Blog : Beautiful-Things

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Reenactor

Reenactor By Laura Rose   |  January 17, 2022
My father was orphaned at eighteen, and though he'd made his own family, we weren't enough to satisfy his craving for deep roots. For that, he had his sixth great-grandfather and the American Revolution.

Hard Frost

Hard Frost By Yelizaveta Renfro   |  January 10, 2022
On the morning of the day the jury would return, snow swirled with fallen white blossoms in the gutters of the streets. April can be cruel like that. The next day, as I drove, all over town I saw plants that had been protected from the hard frost with sheeting and tarps, and the covered shapes seemed to shift before my eyes...

Amelioration

Amelioration By Mariah Anne Agee   |  January 3, 2022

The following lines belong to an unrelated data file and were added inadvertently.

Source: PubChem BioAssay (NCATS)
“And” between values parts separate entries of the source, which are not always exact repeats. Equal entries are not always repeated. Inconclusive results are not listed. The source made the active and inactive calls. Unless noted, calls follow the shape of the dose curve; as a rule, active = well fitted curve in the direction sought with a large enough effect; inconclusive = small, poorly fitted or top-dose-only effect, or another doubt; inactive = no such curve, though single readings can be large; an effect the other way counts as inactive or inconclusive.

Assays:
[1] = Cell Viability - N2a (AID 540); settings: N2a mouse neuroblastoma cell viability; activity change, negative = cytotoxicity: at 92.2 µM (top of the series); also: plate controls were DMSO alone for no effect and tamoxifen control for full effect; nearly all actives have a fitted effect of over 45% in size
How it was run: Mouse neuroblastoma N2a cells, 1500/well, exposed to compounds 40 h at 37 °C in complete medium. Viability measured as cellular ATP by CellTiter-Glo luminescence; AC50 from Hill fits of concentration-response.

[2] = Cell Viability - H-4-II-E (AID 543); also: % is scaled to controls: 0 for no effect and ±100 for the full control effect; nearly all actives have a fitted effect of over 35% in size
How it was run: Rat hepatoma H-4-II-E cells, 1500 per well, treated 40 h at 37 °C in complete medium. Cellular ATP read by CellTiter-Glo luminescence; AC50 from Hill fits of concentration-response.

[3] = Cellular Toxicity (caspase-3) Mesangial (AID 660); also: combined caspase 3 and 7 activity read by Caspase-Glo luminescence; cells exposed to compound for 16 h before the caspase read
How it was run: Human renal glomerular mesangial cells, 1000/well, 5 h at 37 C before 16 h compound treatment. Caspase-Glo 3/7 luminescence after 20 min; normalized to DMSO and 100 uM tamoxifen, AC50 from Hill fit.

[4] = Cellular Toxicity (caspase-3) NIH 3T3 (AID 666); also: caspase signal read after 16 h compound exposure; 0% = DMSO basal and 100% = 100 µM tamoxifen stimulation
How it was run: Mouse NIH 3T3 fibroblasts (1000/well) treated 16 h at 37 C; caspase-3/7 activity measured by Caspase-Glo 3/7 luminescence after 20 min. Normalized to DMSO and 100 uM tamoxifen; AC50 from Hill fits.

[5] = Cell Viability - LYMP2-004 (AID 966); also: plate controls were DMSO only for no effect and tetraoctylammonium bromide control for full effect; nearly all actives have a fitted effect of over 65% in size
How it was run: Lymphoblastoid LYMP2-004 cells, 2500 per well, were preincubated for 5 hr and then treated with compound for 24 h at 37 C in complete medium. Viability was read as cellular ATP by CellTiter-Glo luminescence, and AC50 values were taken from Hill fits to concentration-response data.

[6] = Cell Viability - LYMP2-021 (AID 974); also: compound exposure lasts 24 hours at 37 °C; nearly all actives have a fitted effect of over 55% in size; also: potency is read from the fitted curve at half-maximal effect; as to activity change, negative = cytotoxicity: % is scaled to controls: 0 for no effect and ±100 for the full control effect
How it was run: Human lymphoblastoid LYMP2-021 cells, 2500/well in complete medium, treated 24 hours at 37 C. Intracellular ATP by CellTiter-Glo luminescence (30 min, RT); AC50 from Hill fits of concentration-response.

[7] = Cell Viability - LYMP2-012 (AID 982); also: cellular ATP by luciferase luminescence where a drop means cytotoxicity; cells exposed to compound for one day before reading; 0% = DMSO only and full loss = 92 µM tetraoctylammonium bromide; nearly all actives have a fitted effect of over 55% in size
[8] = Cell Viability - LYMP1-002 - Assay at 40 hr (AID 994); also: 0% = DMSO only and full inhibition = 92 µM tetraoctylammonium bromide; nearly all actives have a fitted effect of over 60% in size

I want waking up to feel like shuffling a new deck of cards: smooth and full of intention. The citrus sun rises early now. I remember that my body is also a tender peach, wrinkling as I stretch to the horizon line.

Echo

Echo By Ann Guy   |  December 27, 2021
On nights I was restless as a child, my grandmother, Ama, would put her gentle hand under my shirt and rub my back. That time when my family lived in the small house and there weren't enough bedrooms or beds for everyone, she and I shared a twin bed.

Bird Families

Bird Families By Renata Golden   |  December 20, 2021
My mother taught me to look at birds by pointing out their details, like bill shape and breast color. She taught me the names for American Robin and House Sparrow—city birds, the kind we could see in our Chicago backyard.

Dam